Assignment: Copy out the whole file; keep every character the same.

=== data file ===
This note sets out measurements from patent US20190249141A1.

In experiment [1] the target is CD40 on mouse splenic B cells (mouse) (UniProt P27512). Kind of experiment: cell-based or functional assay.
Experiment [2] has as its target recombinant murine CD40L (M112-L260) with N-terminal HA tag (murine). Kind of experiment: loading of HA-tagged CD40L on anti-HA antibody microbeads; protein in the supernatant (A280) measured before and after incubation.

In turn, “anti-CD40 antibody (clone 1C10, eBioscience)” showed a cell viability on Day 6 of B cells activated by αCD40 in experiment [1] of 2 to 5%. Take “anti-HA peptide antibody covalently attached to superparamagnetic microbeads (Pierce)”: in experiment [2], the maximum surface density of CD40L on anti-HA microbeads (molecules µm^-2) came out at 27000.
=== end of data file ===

This note sets out measurements from patent US20190249141A1.

In experiment [1] the target is CD40 on mouse splenic B cells (mouse) (UniProt P27512). Kind of experiment: cell-based or functional assay.
Experiment [2] has as its target recombinant murine CD40L (M112-L260) with N-terminal HA tag (murine). Kind of experiment: loading of HA-tagged CD40L on anti-HA antibody microbeads; protein in the supernatant (A280) measured before and after incubation.

In turn, “anti-CD40 antibody (clone 1C10, eBioscience)” showed a cell viability on Day 6 of B cells activated by αCD40 in experiment [1] of 2 to 5%. Take “anti-HA peptide antibody covalently attached to superparamagnetic microbeads (Pierce)”: in experiment [2], the maximum surface density of CD40L on anti-HA microbeads (molecules µm^-2) came out at 27000.